Grandma Marcela and Isabella

Grandma Marcela keeps her granddaughter happy, and her family close, in the kitchen of the Los Angeles Ronald McDonald House.

Grandma Marcela loves to chat while preparing food for her family and guests. Stirring a large pot of ground beef and bright vegetables in the kitchen of the Los Angeles Ronald McDonald House, Marcela reminisces about living — and cooking — all over the world. Over the past two months, she’s settled into the kitchen at the Los Angeles Ronald McDonald House while her 18 month-old granddaughter, Isabella, undergoes chemotherapy at a nearby hospital. “I do this for her,” Marcela says as the little girl wanders in and out of the kitchen. “I do this for her.”

Marcela grew up in Guadalajara, Mexico, where she learned to cook using ingredients from the region’s rich culinary tradition. But her cooking chops really took off when she met her husband, a Filipino native and U.S. Navy Officer, who often cooked for his fellow officers on the ship. When they moved back to his home country for three years, Marcela learned to love and master the native cuisine of the Philippines.

Back in the kitchen of the Los Angeles Ronald McDonald House, Marcela is preparing a staple of Filipino cuisine, and one of Isabella’s favorite snacks: lumpias. She adds a big handful of crisp bean sprouts to s simmering mix of ground beef, carrots, onions, and garlic, then adds a splash of chicken stock. While Marcela fills another pot with vegetable oil, Isabella’s other grandmother carefully separates a stack of paper-thin rice wraps that she lays out on a plate.

Marcela pauses to pick up Isabella when the little girl runs back into the kitchen for a hug from grandma.

The little girl is responding well to her chemotherapy. She’s strong and active, and she flashes a big smile to everyone she meets. Every Friday, Isabella’s father drives down from Bakersfield to stay with the rest of the family. Marcela says the doctors are impressed with Isabella’s progress…and her appetite. “Every morning, she eats two fried eggs and hash-browns. Sometimes more,” Marcela says with a smile.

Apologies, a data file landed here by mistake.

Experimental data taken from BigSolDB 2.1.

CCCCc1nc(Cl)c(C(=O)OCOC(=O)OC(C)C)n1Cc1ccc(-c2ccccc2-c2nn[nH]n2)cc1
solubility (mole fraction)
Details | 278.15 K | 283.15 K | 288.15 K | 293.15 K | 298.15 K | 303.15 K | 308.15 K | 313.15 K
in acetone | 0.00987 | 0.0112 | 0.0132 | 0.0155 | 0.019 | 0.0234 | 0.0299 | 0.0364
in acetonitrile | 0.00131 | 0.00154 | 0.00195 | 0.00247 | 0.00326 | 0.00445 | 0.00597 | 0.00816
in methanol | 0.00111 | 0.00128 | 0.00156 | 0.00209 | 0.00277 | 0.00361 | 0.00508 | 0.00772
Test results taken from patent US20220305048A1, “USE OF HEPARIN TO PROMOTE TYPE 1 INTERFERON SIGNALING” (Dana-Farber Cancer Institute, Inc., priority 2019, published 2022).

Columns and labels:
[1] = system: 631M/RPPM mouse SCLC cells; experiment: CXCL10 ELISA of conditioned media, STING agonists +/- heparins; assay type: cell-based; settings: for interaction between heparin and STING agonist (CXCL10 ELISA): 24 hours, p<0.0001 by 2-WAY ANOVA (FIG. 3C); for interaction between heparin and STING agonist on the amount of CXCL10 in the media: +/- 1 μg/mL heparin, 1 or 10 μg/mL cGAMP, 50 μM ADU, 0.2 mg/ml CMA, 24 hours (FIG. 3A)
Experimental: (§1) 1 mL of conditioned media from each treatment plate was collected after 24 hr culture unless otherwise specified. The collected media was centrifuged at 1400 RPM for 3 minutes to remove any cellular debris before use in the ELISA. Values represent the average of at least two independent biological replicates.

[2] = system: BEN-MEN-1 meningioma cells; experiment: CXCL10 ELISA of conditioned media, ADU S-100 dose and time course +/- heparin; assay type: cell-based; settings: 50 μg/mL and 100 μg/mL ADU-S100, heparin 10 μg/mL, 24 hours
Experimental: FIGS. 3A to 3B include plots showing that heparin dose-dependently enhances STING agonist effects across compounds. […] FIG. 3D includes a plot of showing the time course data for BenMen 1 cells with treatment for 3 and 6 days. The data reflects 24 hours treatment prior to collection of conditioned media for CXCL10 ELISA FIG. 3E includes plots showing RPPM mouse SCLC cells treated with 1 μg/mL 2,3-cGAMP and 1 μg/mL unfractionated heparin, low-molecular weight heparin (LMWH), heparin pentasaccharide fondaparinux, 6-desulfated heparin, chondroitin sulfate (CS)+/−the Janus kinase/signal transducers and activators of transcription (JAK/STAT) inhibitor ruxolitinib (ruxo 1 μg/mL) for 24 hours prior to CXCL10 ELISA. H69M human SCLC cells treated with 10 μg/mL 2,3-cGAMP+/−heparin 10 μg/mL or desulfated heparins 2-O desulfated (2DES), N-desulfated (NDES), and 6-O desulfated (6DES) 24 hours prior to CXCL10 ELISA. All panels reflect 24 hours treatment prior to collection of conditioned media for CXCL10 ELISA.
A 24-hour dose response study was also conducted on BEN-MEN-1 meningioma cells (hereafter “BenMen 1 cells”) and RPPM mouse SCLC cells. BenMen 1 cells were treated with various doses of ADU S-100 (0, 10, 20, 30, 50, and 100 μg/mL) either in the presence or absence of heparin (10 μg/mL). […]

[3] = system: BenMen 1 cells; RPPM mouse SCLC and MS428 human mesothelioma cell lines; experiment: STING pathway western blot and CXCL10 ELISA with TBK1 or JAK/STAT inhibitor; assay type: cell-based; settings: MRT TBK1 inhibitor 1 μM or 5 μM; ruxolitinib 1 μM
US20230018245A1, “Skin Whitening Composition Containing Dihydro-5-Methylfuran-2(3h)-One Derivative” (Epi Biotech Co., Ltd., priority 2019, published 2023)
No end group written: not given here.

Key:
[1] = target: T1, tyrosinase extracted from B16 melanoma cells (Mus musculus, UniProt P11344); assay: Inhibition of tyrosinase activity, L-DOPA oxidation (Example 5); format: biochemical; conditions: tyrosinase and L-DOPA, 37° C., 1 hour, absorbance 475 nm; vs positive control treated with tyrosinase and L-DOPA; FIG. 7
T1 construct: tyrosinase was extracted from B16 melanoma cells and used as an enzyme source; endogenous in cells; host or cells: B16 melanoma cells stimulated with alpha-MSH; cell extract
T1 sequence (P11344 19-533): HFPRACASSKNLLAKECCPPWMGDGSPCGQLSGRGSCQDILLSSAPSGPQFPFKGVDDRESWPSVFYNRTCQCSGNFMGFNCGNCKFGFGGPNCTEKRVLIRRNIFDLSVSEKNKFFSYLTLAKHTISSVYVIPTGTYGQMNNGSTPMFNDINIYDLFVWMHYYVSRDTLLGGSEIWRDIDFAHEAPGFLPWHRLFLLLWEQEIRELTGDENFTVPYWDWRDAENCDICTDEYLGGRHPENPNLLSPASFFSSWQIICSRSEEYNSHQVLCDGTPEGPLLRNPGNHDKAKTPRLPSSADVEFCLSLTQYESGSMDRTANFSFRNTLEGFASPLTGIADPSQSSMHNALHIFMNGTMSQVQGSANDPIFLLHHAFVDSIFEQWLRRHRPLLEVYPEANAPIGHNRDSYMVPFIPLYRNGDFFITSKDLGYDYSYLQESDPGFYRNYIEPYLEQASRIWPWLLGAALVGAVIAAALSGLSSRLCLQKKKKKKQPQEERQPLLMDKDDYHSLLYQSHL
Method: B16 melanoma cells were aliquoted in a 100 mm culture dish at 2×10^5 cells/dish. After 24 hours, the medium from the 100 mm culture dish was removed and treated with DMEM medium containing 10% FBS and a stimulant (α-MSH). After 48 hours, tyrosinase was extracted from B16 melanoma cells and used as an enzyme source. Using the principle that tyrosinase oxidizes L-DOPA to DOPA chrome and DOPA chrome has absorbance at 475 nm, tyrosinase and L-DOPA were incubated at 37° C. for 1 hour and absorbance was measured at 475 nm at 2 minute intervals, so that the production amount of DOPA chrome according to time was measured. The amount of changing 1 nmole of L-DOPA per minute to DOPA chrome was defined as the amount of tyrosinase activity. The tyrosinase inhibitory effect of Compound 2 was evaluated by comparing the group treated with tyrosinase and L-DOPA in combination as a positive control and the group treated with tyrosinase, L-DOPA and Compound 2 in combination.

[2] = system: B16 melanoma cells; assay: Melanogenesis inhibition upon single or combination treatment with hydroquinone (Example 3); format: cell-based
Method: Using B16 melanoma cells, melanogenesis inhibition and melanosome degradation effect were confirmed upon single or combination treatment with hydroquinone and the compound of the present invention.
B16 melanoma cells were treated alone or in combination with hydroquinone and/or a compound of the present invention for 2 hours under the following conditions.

Marcela folds each wrap around a heaping spoonful of meat and vegetables, seals the corners with an egg wash, and drops the rolls into the pot of oil. In less than a minute, she lifts the crispy, golden lumpias out of the pot and arranges them on a plate to cool. When the lumpias are ready, Marcela fills a small bowl with banana dipping sauce and offers the food to her guests. The rolls are warm and crunchy, the savory filling moist and delicious — the perfect comfort food and impossible to put down.

Marcela says that before Isabella got sick, she didn’t know anything about the Ronald McDonald House. Now she doesn’t know what her family would do with it. By the end of their first week, she says, everyone in the House had become like a second family.

Marcela plans to come back once her granddaughter’s treatment is complete — to help out or cook for the other families staying in the House. And she says she will never visit a McDonald’s restaurant without leaving a little something in the Donation Box. Marcela puts down her spatula and looks around at the friends and family gathered around the dining room. “Thank you to McDonald’s,” she says. “Thank you to the Los Angeles Ronald McDonald House.”

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